I recently purchased and set-up the BitCrane Miner T-110S. Purchased on-sale at newegg for $598, it provides 1 TH/s of Bitcoin mining power. It was extremely easy to get the rig started and connected to my mining pool; less than five minutes out of the box. So far I am very impressed. This would make for a great gift to anyone interested in Bitcoin mining.

My electricity costs are $0.11 per kWh per month. Since the T-110S consumes approximately 650 kWh per month operating 24/7 — $71.50 per month — it will take a number months to break even, depending on the exchange rate of Bitcoin. This boils down to about $2.31 per day in electric costs. And at 1 TH/s operating speed I earn approximately $3.90 – 4.50 per day depending on the difficulty level and exchange rate. With a fixed cost of $598 I should break even in 273 – 376 days.

However, it is interesting to note that the T-110S could be considered a space heater — not sure how efficient. This would in effect replace some of the cost of heating a home in the winter. Unfortunately, the costs will not outweigh the benefits during the summer months. I believe in the future of Bitcoin and its ability as a unit of exchange. The purpose of my purchase was mostly to gain a participatory experience and support Bitcoin — rather than profit seeking.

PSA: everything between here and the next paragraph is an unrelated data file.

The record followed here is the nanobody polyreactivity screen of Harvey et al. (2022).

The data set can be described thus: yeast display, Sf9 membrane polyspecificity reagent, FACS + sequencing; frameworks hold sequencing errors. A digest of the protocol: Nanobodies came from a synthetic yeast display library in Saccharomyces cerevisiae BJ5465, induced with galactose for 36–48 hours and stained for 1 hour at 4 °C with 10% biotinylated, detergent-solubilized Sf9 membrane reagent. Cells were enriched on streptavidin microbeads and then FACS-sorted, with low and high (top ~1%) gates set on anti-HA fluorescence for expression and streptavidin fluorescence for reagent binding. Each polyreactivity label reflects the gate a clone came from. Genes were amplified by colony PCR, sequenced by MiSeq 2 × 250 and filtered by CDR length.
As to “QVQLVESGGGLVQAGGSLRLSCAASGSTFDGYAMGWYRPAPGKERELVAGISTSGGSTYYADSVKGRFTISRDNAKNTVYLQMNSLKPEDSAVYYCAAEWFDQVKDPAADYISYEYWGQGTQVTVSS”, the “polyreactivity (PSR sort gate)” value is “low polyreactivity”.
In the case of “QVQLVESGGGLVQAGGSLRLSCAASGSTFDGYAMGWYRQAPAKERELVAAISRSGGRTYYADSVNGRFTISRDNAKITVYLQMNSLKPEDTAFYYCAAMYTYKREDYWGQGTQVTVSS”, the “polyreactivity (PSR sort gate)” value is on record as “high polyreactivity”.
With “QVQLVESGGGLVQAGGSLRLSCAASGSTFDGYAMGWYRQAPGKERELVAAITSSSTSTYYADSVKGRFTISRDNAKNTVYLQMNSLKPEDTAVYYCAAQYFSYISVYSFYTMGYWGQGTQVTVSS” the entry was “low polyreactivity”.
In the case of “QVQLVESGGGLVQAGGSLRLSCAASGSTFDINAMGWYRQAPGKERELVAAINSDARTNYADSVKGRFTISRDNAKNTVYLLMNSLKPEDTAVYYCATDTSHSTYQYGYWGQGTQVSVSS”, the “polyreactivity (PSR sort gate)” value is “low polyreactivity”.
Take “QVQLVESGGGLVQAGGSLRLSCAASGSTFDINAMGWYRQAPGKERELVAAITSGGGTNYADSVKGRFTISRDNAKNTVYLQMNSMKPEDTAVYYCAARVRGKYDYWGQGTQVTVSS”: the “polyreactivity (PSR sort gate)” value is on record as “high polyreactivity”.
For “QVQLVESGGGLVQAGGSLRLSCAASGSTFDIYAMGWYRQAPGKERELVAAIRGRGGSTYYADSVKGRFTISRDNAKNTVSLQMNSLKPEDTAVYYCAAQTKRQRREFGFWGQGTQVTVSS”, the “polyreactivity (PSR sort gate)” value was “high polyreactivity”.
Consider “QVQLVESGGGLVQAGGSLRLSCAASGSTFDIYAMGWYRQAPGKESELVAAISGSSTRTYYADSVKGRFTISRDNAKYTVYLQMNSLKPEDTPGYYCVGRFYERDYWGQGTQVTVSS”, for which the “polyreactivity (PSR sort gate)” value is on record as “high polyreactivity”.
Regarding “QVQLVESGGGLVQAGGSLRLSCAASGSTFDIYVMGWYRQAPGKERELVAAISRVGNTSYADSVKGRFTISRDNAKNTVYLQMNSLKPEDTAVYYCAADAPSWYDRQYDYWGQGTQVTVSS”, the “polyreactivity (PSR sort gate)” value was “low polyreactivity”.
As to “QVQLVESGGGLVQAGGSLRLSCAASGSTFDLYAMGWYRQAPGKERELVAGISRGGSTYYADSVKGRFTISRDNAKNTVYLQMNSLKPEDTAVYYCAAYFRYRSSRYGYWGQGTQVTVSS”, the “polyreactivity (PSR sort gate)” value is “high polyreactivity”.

Update: After purchasing the T-110S I wanted to compare it with an Antminer. I therefore bought the Antminer S5. The S5 consumes about 60% of the 900W consumed by the T-110S for the same GH/s and is easy to set-up. On the downside, the S5 is extremely loud and lacks a nice case and appearance.

I have moved both miners into the garage because I was tired of their whirring sounds. The move to the garage solved the sound problem and the temperature problem – since my garage is quite cold during the winter.

NOTE: After running the miner in the horizontal position, I found that the temperature decreases. I would recommend NOT placing the miner in the vertical position since the water coolers fans would be in-taking air from above — hot air rises, hence not an efficient mode of cooling.